Corporate forms in general (and specifically in this case) are limited in the set of moral responsibilities they assume by the set of regulations that assign (always a bounded) set of rules they must follow. The article implies that non-profit entities will administer these programs, inferring that there is some sort of mission-driven character or moral superiority to these organizations that will distinguish them from run-of-the-mill profit making enterprises. There is no guarantee; many non-profits have ripped off the public. The better descriptor for these kinds of enterprises is “not-for-profit,” which allows that the intention implied in the name may sometimes be lost.
The UK program, according the the Globe article, arose out of an inability to initiate and operate needed social program from tradition government tax revenues and long-term bond.
> “We can no longer fund everything,’’ said Hugo Biggs, a press officer for the British Ministry of Justice. “So going forward, we are going to pay for what works.’’
That’s the same reason being used in the US to justify turning to the private sector for programs that have been traditionally government responsibilities, based on an understanding (and agreement) that the public and private sectors have distinct moral and functional bases. But stop for a moment and ask why this has become the case. The answer is long and complicated, but here are a few parts. The large deficit we face is being used to argue that we cannot afford to invest any more in our social structure, both institutional and concrete. The drivers of the economy are put in peril as a consequence. The deficit is arguably the unintended result of the high costs of running multiple simultaneous wars, unwarranted tax cuts and Wall Street greed and duplicity, and perhaps a few others.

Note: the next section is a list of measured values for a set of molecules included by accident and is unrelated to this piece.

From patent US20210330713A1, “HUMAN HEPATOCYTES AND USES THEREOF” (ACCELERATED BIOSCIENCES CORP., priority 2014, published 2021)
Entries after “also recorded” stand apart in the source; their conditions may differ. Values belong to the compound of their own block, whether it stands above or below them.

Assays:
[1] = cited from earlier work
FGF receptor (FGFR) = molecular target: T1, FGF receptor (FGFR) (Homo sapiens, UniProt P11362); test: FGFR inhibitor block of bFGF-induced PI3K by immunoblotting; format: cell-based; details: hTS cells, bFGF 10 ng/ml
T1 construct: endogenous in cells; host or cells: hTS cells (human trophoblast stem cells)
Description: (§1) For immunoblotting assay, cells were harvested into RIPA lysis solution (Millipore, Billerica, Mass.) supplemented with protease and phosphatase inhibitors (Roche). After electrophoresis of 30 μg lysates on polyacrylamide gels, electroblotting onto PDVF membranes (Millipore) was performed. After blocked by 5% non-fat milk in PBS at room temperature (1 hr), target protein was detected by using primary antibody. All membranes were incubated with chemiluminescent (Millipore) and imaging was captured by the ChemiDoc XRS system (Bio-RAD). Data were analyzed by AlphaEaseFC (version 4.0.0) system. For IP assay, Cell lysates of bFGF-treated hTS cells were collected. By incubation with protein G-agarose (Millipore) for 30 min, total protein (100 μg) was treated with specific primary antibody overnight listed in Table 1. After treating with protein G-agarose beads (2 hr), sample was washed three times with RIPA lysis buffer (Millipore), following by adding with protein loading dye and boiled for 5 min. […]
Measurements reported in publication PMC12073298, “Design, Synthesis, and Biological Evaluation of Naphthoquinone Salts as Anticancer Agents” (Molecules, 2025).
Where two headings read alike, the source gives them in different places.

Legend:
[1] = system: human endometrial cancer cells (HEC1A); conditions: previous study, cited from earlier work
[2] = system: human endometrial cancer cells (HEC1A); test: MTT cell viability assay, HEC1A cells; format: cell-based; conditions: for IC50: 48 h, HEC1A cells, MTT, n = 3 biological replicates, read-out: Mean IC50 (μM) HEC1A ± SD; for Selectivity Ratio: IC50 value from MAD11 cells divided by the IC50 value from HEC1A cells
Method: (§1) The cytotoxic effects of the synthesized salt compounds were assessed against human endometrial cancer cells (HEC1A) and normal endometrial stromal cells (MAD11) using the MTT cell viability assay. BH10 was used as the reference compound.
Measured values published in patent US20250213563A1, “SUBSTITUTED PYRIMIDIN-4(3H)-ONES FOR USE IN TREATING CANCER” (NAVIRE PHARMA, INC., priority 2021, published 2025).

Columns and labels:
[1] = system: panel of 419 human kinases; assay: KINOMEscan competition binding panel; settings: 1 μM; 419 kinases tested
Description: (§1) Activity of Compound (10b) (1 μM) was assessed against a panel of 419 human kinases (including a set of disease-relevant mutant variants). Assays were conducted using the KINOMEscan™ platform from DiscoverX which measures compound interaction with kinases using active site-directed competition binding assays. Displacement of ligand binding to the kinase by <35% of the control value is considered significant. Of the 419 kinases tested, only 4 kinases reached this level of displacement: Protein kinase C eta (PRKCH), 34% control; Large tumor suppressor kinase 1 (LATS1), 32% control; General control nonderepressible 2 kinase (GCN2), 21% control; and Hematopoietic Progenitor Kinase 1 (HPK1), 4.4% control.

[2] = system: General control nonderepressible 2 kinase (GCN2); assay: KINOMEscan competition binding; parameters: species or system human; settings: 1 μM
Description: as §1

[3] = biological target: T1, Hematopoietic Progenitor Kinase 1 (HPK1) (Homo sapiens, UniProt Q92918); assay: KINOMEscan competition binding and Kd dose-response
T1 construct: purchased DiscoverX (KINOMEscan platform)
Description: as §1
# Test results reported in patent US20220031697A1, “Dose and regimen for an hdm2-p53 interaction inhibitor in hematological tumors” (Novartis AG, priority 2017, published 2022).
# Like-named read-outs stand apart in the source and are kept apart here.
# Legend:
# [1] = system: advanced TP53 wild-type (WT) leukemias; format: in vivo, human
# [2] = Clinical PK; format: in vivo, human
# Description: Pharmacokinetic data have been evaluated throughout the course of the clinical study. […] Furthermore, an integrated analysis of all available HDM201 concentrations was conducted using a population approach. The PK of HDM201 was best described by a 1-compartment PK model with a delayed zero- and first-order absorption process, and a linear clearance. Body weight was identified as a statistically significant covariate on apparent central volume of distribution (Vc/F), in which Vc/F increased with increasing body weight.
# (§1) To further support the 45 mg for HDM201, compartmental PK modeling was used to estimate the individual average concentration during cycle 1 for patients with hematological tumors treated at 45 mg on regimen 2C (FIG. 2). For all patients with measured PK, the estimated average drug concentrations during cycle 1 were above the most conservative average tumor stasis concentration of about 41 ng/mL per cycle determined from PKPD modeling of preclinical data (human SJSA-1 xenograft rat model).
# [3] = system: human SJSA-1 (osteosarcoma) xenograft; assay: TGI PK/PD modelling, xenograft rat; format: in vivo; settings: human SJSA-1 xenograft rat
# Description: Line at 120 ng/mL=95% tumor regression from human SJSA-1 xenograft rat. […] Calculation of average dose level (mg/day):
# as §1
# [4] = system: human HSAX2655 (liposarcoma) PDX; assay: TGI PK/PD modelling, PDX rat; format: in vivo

Tax revenues have fallen in part because the tax structure favors the very wealthy who have gotten more wealthy, increasing inequality. They no longer pay their “fair share.” Inequality breeds the social conditions that put people in prison. The wealthy get richer by being able to invest in these new “social programs,” which carry no financial risk other than the opportunity cost of investing in other schemes. I do not see the appreciation of this mesh of interrelated links expressed in the material I read. Given the superficiality and ideological tone of political talk these days, I would bet it has not. We are on the wrong path here. The right one would be to restore the role and competence of government and its agencies and not allow further erosion all in the name of the improved efficiency (cost-savings) the private sector claims. The private sector, with bounded rules, has always had great difficulty dealing with the properties of wicked problems. And as governments tries to assume the same reductionist, limited frame as the private sector, they risk more and more outcomes that worsen the situation or create new sets of problems.
Roger Cohen, [writing](http://www.nytimes.com/2011/06/28/opinion/28iht-edcohen28.html?hp) in today”s NYTimes, provides a fact that drives home the point even more. Referring to a different arena than curing recidivism, he spoke of two other current critical problem areas:
> I was struck by two underlying themes: the need for an energy policy and for an industrial policy.
> Here’s why: It’s absurd that “climate change” has become an unpronounceable phrase under Obama and that green technology initiatives have been stymied by sterile ideological dispute. Intelligent use of resources makes strategic sense for America whatever your hang-up on global warming. It’s equally absurd that private U.S. corporations, having made $1.68 trillion in profits in the last quarter of 2010 and sitting on piles of cash, are doing fine while job numbers languish and more Americans struggle. . . None of this makes moral or any other sense.
Think of what governments, acting wisely and prudently, could do with those funds.